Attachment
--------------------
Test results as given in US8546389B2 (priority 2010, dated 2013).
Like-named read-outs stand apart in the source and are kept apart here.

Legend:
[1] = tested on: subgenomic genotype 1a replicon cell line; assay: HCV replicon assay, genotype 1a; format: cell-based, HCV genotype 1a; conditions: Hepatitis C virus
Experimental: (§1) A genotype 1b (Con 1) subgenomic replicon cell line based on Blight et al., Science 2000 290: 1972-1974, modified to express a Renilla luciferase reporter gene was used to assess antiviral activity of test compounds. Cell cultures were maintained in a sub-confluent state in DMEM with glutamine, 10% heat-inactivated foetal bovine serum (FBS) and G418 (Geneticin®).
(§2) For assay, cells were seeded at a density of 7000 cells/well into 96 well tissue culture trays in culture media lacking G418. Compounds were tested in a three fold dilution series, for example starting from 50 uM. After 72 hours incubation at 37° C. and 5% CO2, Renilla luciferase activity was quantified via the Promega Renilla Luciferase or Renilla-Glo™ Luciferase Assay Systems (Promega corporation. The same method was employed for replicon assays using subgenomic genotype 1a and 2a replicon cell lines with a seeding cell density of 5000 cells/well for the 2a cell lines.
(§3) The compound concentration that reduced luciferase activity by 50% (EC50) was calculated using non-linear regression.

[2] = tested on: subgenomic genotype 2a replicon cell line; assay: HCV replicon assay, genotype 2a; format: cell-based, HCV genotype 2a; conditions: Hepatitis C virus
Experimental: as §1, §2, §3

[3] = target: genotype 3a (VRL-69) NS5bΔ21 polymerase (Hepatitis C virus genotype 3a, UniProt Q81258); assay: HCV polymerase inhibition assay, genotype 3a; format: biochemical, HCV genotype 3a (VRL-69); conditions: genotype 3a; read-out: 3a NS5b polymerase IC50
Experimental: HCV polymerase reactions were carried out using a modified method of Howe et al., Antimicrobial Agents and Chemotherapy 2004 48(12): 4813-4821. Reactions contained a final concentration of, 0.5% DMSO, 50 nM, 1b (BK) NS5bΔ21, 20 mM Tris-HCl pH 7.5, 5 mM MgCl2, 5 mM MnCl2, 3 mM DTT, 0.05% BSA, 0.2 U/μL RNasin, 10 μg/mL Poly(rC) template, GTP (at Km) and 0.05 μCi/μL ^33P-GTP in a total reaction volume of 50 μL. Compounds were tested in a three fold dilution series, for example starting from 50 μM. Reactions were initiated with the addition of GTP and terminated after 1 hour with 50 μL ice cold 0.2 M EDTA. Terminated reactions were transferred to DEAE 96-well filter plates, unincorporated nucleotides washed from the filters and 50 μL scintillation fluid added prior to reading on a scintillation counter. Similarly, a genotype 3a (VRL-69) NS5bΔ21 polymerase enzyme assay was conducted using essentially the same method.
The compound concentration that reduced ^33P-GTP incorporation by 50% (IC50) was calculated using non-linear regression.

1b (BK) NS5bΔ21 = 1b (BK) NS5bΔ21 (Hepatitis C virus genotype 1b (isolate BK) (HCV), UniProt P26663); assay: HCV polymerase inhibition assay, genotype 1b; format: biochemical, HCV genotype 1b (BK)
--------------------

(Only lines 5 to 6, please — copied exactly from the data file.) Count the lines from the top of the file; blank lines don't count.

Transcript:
Experimental: (§1) A genotype 1b (Con 1) subgenomic replicon cell line based on Blight et al., Science 2000 290: 1972-1974, modified to express a Renilla luciferase reporter gene was used to assess antiviral activity of test compounds. Cell cultures were maintained in a sub-confluent state in DMEM with glutamine, 10% heat-inactivated foetal bovine serum (FBS) and G418 (Geneticin®).
(§2) For assay, cells were seeded at a density of 7000 cells/well into 96 well tissue culture trays in culture media lacking G418. Compounds were tested in a three fold dilution series, for example starting from 50 uM. After 72 hours incubation at 37° C. and 5% CO2, Renilla luciferase activity was quantified via the Promega Renilla Luciferase or Renilla-Glo™ Luciferase Assay Systems (Promega corporation. The same method was employed for replicon assays using subgenomic genotype 1a and 2a replicon cell lines with a seeding cell density of 5000 cells/well for the 2a cell lines.